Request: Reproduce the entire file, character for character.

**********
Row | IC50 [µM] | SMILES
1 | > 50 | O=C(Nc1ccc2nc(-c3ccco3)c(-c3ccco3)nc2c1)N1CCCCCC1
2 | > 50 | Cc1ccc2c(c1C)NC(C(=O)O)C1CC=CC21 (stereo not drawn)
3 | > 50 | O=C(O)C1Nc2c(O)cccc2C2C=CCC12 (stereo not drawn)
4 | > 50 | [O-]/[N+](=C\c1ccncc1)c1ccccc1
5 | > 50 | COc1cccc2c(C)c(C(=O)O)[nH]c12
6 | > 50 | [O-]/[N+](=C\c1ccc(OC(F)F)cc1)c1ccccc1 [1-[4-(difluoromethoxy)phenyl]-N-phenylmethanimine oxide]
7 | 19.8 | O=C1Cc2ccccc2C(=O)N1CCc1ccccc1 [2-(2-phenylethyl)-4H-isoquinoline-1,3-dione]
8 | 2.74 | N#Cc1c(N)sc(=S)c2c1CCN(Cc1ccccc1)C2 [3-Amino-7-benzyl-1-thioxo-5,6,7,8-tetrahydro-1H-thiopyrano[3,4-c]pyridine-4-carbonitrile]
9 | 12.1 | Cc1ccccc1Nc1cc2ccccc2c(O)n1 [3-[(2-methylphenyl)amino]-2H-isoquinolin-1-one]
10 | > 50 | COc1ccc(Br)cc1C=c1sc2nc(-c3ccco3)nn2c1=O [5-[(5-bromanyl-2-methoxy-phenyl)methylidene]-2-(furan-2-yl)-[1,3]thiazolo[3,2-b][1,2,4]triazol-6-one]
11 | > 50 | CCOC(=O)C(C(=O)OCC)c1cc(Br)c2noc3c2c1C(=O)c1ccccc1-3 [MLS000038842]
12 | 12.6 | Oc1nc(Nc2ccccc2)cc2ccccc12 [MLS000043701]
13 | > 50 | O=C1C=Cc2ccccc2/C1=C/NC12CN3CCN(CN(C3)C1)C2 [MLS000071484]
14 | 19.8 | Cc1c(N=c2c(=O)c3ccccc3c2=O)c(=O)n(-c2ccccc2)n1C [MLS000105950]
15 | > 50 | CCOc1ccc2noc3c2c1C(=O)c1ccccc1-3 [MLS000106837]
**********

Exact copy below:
Row | IC50 [µM] | SMILES
1 | > 50 | O=C(Nc1ccc2nc(-c3ccco3)c(-c3ccco3)nc2c1)N1CCCCCC1
2 | > 50 | Cc1ccc2c(c1C)NC(C(=O)O)C1CC=CC21 (stereo not drawn)
3 | > 50 | O=C(O)C1Nc2c(O)cccc2C2C=CCC12 (stereo not drawn)
4 | > 50 | [O-]/[N+](=C\c1ccncc1)c1ccccc1
5 | > 50 | COc1cccc2c(C)c(C(=O)O)[nH]c12
6 | > 50 | [O-]/[N+](=C\c1ccc(OC(F)F)cc1)c1ccccc1 [1-[4-(difluoromethoxy)phenyl]-N-phenylmethanimine oxide]
7 | 19.8 | O=C1Cc2ccccc2C(=O)N1CCc1ccccc1 [2-(2-phenylethyl)-4H-isoquinoline-1,3-dione]
8 | 2.74 | N#Cc1c(N)sc(=S)c2c1CCN(Cc1ccccc1)C2 [3-Amino-7-benzyl-1-thioxo-5,6,7,8-tetrahydro-1H-thiopyrano[3,4-c]pyridine-4-carbonitrile]
9 | 12.1 | Cc1ccccc1Nc1cc2ccccc2c(O)n1 [3-[(2-methylphenyl)amino]-2H-isoquinolin-1-one]
10 | > 50 | COc1ccc(Br)cc1C=c1sc2nc(-c3ccco3)nn2c1=O [5-[(5-bromanyl-2-methoxy-phenyl)methylidene]-2-(furan-2-yl)-[1,3]thiazolo[3,2-b][1,2,4]triazol-6-one]
11 | > 50 | CCOC(=O)C(C(=O)OCC)c1cc(Br)c2noc3c2c1C(=O)c1ccccc1-3 [MLS000038842]
12 | 12.6 | Oc1nc(Nc2ccccc2)cc2ccccc12 [MLS000043701]
13 | > 50 | O=C1C=Cc2ccccc2/C1=C/NC12CN3CCN(CN(C3)C1)C2 [MLS000071484]
14 | 19.8 | Cc1c(N=c2c(=O)c3ccccc3c2=O)c(=O)n(-c2ccccc2)n1C [MLS000105950]
15 | > 50 | CCOc1ccc2noc3c2c1C(=O)c1ccccc1-3 [MLS000106837]